Saturday, September 27, 2008


Some of the Virginia Tech victims’ families, not satisfied with the Virginia Tech Panel Report, hired Vincent Bove (a leading authority on school violence) to analyze the report. All I can say is, bravo—Vincent Bove—bravo!

Mr. Bove accurately points out the report’s numerous shortcomings: its willingness to play fast and free with words, and its failure to hold people accountable for their actions and inactions. What Bove does not say or point out, are the parallels between the shooting at the Appalachian School of Law six years earlier and the Virginia Tech tragedy. These parallels are painfully clear to anyone familiar with both incidents. The fact that no one in Virginia, at any level, learned from the earlier school murders is inexplicable. Despite the lack of reference to the school shooting less than 200 miles from Virginia Tech, Bove’s report is on-the-money and highly commendable for his willingness to accurately and forcefully indicate the report’s deficiencies. For example:

First, Bove is correct in stating that the families of the victims “deserve to be treated with respect. They deserve apologies from those who failed them and left an indelible scar on their lives.” That has not happened at Virginia Tech, and the parents of Angela Dales, the student killed at the Appalachian School of Law, were often not treated with dignity and respect—and certainly never received an apology from any one.

Second, Bove is absolutely correct in asserting that, “(The) communications breakdown and the failure to effectively deal with Cho’s mental health issues are significant (factors that allowed the shootings to take place).” Just as in the case of Cho, the mental health warnings from Peter Odigwazuwa were ignored and never communicated properly. The report uses such phrases as “may have erred,” and Bove correctly asserts that such phrases call into question the veracity of the report. Indeed, “may have erred” is not only a cruel UNDERSTATEMENT, it is flat-out-wrong and borders on negligence of duty!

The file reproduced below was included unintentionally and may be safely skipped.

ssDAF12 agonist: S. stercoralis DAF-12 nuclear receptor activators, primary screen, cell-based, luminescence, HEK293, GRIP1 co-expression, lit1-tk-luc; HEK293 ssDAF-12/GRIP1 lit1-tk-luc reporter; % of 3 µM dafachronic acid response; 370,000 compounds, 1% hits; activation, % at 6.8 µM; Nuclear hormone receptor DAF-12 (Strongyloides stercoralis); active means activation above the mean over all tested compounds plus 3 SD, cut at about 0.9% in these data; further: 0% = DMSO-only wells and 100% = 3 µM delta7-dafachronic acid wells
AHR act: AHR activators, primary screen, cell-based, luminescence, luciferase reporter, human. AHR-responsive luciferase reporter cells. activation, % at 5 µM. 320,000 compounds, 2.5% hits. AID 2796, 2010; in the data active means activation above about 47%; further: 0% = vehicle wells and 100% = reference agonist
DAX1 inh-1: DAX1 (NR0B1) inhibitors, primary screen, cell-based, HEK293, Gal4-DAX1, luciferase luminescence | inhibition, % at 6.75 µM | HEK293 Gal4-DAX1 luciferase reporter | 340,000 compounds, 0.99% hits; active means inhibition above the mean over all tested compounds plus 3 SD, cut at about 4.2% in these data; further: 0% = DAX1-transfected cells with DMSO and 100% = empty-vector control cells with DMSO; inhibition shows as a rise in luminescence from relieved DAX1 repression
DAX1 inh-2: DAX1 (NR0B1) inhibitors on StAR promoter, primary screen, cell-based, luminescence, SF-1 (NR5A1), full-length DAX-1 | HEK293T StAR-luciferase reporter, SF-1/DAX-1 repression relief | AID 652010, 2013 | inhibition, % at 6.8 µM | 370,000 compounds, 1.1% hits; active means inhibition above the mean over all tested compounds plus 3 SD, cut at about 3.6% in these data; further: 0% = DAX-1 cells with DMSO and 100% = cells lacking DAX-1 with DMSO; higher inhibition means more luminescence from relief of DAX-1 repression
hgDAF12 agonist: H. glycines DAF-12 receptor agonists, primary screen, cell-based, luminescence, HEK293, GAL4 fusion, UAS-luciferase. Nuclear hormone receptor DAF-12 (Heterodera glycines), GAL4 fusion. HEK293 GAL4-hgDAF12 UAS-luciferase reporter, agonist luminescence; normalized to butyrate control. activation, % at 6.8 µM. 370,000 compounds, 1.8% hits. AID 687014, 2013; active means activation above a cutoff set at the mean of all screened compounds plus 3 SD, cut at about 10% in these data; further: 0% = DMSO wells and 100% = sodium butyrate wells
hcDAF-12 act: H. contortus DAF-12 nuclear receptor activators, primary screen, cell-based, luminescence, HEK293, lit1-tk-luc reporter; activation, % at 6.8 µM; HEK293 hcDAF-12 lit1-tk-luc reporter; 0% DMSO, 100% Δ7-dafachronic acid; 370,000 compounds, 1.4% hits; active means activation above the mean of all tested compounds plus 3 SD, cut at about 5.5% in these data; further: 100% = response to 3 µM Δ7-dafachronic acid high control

Third, Bove could not have picked a better word than “despicable” to describe the fact that the Virginia State Police and the ATF each declined to provide the panel with copies of the application Chou completed when he bought his weapons. In the case of the murder of Angela Dales, the State Police refused to give the Dales family access to a threatening email Angie received before she was killed, saying they did not know who sent it, but it had nothing to do with the shooting. If you don’t know who sent it, how do you know it had nothing to do with the shooting? Again, despicable!

Fourth, Bove points out that Virginia Tech’s lack of having a threat assessment team is a glaring deficiency in the school’s priorities when it comes to security and safety. Not only did the Appalachian School of Law not have a threat assessment team, the school had no security!

Fifth, Bove is correct in criticizing the school and its defenders who claim that a school cannot be locked down. He asserts, “It is irresponsible and illogical … that (the school) could not lockdown because Virginia Tech does not have locks on the inside of classroom doors, as in the case of most universities and schools.” A lockdown is not JUST locks on doors—it is cancelling classes, issuing warnings, calling in police and security, and taking every step possible to secure the campus. The Appalachian School of Law and its defenders also said they could not do anything. Really?! If someone on the second floor of the main school building, where the first shootings took place, had even thought to pull the fire alarm, the students on the first floor would have been alerted. If school leaders are not thinking, if they are not engaged in crisis planning, if they sit around in la-la land--nothing can or will be done. That is exactly the point!!!

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